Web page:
The law enforcement OSINT community applies open-source intelligence (OSINT) to the prediction, prevention, investigation, and prosecution of criminals including terrorists.[18] Additionally, fusion centers around the US are increasingly utilizing OSINT to support their intelligence generation and investigations.

Examples of successful law enforcement OSINT include Scotland Yard OSINT; Royal Canadian Mounted Police (RCMP) OSINT.

INTERPOL and EUROPOL experimented with OSINT units for a time, but they appear to have atrophied with the departure of their individual champions.

New York Police Department (NYPD) is known to have an OSINT unit, as does the Los Angeles County Sheriff's Department, housed within the Emergency Operations Bureau and affiliated with the LA Joint Regional Intelligence Center.

Business[edit]

Business OSINT encompasses Commercial Intelligence, Competitor Intelligence, and Business Intelligence, and is often a chief area of practice of private intelligence agencies.

Businesses may use information brokers and private investigators to collect and analyze relevant information for business purposes which may include the media, deep web, web 2.0 and commercial content.

Private Specialized Business (assisting the Criminal Justice field)[edit]

Another related business group within the United States that relies upon OSINT is the commercial Bail Bond industry. This related industry, servicing the court system, is apart form the above Business Intelligence sector. OSINT is useful to Bail Bond agencies that employ a private Fugitive Recovery Agency to locate and apprehend their absent client;i.e., a criminal defendant who has failed to appear for court and subsequently a warrant for arrest was issued. OSINT is the first method of discovery to help locate the defendant when initial interviewing of the bond co-signers, defendant's relatives and friends is lacking. OSINT gathering leads the investigator to discover an alternate hypothesis to analyze and then match relevant data for making a prediction regarding the fugitive's location; e.g., data is scrubbed from web access on Facebook entries, Twitter messages, Snapchat.

Should those methods fail, the next step is to seek the specialized Behavioral Intelligence services that reference OSINT to aid in establishing the veracity of subjects during the forensic interview and is used to create a behavioral profile. OSINT data is correlated with interview data to include a variety behavioral patterns; e.g., a list of daily personal contacts, habits of activities, visited places of interest, vehicles used, favorite group involvements, etc. According to the Director, psychologist and forensic interviewer at MN-Behavioral Intelligence Agency, (2016) OSINT data base has to be critically filtered and analyzed before it can be applied within investigative interviewing and interrogation.

See also[edit]

References[edit]

  1. ^ "Open Source Intelligence" (PDF).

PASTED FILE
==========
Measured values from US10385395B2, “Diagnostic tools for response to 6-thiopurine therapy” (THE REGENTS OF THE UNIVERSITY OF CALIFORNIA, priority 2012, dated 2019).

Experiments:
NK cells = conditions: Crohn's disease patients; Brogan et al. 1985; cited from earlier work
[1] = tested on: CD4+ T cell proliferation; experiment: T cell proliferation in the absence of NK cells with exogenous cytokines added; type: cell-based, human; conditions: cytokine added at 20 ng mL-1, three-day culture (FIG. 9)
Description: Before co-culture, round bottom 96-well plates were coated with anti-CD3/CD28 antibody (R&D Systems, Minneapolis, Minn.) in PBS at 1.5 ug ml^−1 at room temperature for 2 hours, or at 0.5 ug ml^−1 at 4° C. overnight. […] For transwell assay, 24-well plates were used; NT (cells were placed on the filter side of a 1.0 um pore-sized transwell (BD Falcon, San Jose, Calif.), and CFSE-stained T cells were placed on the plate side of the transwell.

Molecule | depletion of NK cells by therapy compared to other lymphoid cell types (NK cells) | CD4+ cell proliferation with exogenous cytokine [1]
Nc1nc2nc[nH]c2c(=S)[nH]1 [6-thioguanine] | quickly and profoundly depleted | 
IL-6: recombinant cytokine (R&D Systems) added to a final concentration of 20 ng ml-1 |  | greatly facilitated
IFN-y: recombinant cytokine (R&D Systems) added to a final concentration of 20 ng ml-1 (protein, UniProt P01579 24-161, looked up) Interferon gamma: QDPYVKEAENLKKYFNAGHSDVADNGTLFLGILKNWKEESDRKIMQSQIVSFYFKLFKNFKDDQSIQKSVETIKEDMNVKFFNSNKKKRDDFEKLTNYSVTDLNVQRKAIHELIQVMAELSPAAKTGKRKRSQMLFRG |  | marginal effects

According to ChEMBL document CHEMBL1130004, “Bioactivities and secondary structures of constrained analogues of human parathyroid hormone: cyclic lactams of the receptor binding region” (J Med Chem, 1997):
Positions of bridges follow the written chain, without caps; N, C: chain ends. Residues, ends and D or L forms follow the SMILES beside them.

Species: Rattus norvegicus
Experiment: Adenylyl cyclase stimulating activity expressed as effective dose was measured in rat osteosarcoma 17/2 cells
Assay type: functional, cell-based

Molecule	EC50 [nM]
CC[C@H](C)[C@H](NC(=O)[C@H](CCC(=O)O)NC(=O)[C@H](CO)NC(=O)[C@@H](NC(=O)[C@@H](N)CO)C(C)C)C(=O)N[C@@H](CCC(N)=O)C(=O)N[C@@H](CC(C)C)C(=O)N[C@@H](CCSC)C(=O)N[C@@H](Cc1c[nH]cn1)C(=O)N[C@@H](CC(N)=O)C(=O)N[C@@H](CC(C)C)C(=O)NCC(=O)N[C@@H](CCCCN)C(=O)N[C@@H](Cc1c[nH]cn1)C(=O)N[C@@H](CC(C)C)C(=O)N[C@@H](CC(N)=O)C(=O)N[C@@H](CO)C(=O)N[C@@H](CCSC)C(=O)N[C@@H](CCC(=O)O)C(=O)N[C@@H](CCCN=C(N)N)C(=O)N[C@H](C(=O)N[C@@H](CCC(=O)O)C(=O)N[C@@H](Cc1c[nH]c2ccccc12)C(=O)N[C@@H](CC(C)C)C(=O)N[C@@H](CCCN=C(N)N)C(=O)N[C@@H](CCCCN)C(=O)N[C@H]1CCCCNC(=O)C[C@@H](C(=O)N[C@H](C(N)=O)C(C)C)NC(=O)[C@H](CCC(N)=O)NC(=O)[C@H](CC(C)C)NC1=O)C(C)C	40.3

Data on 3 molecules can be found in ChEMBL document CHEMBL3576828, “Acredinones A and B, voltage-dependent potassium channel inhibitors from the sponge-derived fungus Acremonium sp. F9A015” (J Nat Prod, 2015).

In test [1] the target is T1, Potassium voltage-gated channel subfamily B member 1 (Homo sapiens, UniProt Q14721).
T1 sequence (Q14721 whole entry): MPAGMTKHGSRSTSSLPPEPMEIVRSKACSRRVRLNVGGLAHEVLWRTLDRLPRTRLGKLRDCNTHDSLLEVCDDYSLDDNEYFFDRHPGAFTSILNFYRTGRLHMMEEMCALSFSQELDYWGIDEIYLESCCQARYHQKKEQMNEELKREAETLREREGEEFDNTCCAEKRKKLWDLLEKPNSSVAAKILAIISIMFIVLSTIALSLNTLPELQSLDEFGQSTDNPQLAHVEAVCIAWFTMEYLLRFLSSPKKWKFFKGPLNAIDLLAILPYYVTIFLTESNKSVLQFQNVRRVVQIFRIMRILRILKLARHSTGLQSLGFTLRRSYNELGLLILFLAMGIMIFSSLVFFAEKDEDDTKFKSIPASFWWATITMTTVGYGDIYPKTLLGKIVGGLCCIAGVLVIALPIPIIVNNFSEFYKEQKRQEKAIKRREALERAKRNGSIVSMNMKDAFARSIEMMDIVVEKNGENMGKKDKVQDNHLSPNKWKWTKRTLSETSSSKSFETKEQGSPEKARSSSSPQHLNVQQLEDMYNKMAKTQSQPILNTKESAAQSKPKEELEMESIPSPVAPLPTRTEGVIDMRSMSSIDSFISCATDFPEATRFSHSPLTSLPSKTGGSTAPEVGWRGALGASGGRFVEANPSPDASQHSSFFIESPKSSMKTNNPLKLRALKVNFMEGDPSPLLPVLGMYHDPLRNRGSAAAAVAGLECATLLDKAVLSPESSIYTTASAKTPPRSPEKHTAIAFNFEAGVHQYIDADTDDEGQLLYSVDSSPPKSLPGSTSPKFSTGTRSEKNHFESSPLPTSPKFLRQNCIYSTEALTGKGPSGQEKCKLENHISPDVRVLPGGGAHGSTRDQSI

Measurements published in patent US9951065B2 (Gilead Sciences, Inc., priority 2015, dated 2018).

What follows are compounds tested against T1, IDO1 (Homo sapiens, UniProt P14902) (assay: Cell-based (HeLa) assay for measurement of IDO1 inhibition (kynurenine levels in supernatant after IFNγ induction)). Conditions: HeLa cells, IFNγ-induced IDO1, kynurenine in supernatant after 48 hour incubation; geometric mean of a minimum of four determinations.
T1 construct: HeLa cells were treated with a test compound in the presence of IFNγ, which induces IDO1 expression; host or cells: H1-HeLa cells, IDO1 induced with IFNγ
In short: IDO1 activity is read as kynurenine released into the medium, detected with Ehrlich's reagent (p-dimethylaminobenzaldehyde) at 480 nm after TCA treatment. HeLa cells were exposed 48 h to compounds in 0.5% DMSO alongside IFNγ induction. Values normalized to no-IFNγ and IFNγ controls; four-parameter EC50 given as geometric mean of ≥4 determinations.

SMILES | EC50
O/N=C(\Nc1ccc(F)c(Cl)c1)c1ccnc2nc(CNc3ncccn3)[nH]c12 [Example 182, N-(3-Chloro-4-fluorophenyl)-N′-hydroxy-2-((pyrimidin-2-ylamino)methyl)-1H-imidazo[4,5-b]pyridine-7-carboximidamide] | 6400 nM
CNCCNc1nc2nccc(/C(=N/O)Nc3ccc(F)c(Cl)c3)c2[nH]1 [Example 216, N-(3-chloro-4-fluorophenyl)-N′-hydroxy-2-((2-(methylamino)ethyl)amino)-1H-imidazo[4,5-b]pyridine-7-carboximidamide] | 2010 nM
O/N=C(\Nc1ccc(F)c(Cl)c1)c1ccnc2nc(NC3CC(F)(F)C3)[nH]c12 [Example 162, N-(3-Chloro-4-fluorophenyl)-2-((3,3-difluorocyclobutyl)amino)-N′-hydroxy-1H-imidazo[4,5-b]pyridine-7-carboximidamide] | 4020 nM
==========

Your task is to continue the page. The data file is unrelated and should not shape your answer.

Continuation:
2. ^ "The US Intelligence Community". Retrieved 2017-04-29. 
  3. ^ "Spy Agencies Turn to Newspapers, NPR, and Wikipedia for Information: The intelligence community is learning to value 'open-source' information". Retrieved 2008-09-15. 
  4. ^ As defined in Sec. 931 of Public Law 109-163, entitled, "National Defense Authorization Act for Fiscal Year 2006."
  5. ^ Richelson, Jeffrey T. The U.S. Intelligence Community. Avalon Publishing. ISBN 9780813349190. Retrieved 15 May 2017. 
  6. ^ George, edited by Roger Z; Kline, Robert D; Lownethal, Mark M (2005). Intelligence and the national security strategist : enduring issues and challenges. Lanham: Rowman and Littlefield. ISBN 9780742540392. 
  7. ^ Bornn, D Marshall (9 Jan 2013). "Service members, civilians learn to harness power of 'Open Source' information". www.army.mil. Retrieved 14 May 2017. 
  8. ^ See page 413 of the 9-11 Commission Report (pdf).
  9. ^ Office of the Director of National Intelligence. "ODNI Announces Establishment of Open Source Center". Press release, 8 November 2005.
  10. ^ Ensor, David. "The Situation Report: Open source intelligence center". CNN, 8 November 2005.
  11. ^ Office of the Director of National Intelligence "ODNI Senior Leadership Announcement". Press release, 7 December 2005.
  12. ^ "National Open Source Entreprise Vision Statement" May 2006
  13. ^ DNI Open Source Conference 2008 "Decision Advantage" agenda, Office of the Director of National Intelligence, July 2008.
  14. ^ DNI Open Source Conference 2007 "Expanding the Horizons" agenda, Office of the Director of National Intelligence, July 2007.
  15. ^ Sun Tzu (Warring States period), The Art of War, Chapter 13: "Hostile armies may face each other for years, striving for the victory which is decided in a single day. This being so, to remain in ignorance of the enemy's condition simply because one grudges the outlay of 2 hundred ounces of silver in honors and emoluments, is the height of inhumanity."
  16. ^ (The Commission on the Intelligence Capabilities, 378–379). Commission on the Intelligence Capabilities of the United States Regarding Weapons of Mass Destruction
  17. ^ DNI Intelligence Community Directive 301 – "National Open Source Enterprise" 11 July 2006.
  18. ^ https://www.toddington.com/clients/
  • WashTimes.com, Washington Times – CIA mines 'rich' content from blogs, 19 April 2006
  • GCN.com, Government Computer News – Intelligence units mine the benefits of public sources 20 March 2006
  • AFCEA.org, SIGNAL Magazine – Intelligence Center Mines Open Sources March 2006
  • FindAcricles.com[permanent dead link], Military Intelligence Professional Bulletin October–December, 2005 by Barbara G. Fast
  • FAS.org, Congressional Testimony on OSINT and Homeland Security 21 June 2005
  • FirstMonday.org, Open Source Intelligence by Stalder and Hirsh, 15 May 2002
  • Forbes.com, When Everyone Can Mine Your Data by Taylor Buley, 11.21.08]
  • [1], Open-Source Spying, article from the New York Times, about open sources and wikis
  • Cnet.com, Maltego and the science of 'open-source' snooping by Matt Asay, November 25, 2008

Literature[edit]

Scientific Publications

External links[edit]

General
Advocacy and analysis of OSINT
  • FindArticles.com[permanent dead link], FMSO-JRIC and Open Source Intelligence: speaking prose in a world of verse, Military Intelligence Professional Bulletin, Oct–Dec, 2005 by Jacob W. Kipp
Information Security